Tuesday, March 3, 2009


It's a small thing, I know. But for someone who shops online and registers for websites as much as I do, I've always wondered why they can't determine my city and state based on my ZIP code. How much time is spent scrolling through the list of states for something that ought to be automatic, right? Oh, to live in Alabama or American Samoa. Well, not really. But I'll take Alaska, Sarah Palin and all!

Well, just now I was placing a bid in the KNPR Online Auction -- not telling for what, but no, it's not for lunch with myself, har har, which, in fact, I am having right now for free! -- and I had to give a new credit card. And much to my surprise, the system automatically knew that 89121 was Las Vegas, NV.

At first, I couldn't believe it, so I tried my childhood ZIP code:

That worked, too! Hooray! Now, why don't more sites do this? Too logical?


Tom M. said...

I totally agree with you on this. I have never understood why they can't use zip codes to fill in city/state automatically.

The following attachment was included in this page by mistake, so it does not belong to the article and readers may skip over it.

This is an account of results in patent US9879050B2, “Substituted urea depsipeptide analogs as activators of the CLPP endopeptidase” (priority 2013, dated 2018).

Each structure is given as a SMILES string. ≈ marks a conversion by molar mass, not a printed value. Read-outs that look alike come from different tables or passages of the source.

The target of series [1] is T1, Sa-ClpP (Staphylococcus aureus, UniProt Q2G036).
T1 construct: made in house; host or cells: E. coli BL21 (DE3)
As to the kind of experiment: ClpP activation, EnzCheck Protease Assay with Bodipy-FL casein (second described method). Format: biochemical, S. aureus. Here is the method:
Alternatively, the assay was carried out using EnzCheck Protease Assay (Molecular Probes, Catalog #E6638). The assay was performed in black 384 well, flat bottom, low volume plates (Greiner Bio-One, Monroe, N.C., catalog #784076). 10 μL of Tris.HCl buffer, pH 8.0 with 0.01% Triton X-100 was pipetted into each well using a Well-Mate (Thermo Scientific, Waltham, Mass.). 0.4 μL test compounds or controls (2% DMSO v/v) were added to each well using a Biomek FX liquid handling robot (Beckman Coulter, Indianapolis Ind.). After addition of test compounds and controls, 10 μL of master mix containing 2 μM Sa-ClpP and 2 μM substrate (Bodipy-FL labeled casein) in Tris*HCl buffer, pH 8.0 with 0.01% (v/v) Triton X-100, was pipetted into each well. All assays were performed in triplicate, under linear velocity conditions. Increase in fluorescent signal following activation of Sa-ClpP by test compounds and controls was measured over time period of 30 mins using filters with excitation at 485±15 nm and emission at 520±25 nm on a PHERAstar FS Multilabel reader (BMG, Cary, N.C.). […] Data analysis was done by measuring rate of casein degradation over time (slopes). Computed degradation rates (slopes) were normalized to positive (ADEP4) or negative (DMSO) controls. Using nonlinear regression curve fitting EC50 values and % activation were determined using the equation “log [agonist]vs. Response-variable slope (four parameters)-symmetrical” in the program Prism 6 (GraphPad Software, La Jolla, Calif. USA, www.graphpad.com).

Anonymous said...

Only reason is lazy developers basically.

Zip code databases are even freely available these days (there was a time when you had to purchase this info) so there's little excuse other than it not being in the budget for the project.


Anonymous said...

This is standard in the UK - has been for ages. But I guess we have a lot less areas to deal with.

Most places will just ask for the post code (read zip code) and the number of your house. The street name, town, county,etc is then automatically filled in.

Steve G said...

Like Hunter said, this used to be a pain point because you could not get ZIP code databases without paying money.

You want another common web form pet peeve? Rejecting my phone number because it wasn't in the format you were expecting. Please.
Just filter out .-() and blank space, and if you have the number of digits left that you were expecting, cool. Then reformat into whatever canonical form you want in your DB and away you go.